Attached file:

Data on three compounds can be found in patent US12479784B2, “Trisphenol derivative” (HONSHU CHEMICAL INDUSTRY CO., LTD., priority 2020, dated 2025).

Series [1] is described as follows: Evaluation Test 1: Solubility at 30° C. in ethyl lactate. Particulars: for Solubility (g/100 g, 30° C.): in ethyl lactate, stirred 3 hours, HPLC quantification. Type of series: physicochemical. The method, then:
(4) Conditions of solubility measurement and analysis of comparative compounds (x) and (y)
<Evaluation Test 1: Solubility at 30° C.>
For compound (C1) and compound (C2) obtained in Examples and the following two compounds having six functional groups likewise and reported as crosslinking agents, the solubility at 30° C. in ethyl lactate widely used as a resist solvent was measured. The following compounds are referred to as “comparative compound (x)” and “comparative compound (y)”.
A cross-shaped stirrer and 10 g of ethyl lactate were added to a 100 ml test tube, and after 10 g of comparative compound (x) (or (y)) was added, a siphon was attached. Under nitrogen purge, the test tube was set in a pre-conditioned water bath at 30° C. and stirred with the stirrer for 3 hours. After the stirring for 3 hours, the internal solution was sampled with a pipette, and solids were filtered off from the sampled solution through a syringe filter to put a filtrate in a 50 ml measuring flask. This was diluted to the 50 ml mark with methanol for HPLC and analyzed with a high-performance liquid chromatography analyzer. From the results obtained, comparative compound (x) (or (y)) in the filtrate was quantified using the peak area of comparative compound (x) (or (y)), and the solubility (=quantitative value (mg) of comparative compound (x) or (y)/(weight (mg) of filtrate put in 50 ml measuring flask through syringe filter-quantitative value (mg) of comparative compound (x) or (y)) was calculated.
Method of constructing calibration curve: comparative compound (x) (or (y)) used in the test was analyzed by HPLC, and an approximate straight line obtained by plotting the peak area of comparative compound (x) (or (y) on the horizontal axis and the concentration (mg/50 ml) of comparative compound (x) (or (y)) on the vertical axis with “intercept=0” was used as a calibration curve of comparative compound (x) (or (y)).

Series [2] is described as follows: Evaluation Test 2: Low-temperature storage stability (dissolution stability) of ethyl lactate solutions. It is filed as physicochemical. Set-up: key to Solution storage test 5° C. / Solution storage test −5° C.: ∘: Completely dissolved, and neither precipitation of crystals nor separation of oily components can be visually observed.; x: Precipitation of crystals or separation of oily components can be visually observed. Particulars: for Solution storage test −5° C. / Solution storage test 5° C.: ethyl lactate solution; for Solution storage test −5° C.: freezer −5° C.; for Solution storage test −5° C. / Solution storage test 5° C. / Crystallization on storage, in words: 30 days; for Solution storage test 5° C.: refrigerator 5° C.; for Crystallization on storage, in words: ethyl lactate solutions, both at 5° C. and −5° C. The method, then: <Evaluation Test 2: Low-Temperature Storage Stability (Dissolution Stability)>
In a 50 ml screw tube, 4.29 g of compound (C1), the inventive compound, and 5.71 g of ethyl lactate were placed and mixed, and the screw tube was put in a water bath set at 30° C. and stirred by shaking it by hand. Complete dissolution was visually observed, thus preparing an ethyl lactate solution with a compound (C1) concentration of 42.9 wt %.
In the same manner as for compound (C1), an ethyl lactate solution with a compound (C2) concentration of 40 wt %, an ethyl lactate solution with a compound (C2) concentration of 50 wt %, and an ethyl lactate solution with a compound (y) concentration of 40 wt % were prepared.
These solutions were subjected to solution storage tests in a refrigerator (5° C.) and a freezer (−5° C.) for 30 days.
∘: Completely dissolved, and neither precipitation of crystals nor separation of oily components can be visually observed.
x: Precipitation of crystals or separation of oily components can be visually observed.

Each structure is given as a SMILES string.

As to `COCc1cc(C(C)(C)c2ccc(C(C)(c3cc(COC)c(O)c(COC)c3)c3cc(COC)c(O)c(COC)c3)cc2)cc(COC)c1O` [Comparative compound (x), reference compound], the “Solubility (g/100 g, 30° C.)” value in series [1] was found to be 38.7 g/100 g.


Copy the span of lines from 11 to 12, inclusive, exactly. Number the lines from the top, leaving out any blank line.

These solutions were subjected to solution storage tests in a refrigerator (5° C.) and a freezer (−5° C.) for 30 days.
∘: Completely dissolved, and neither precipitation of crystals nor separation of oily components can be visually observed.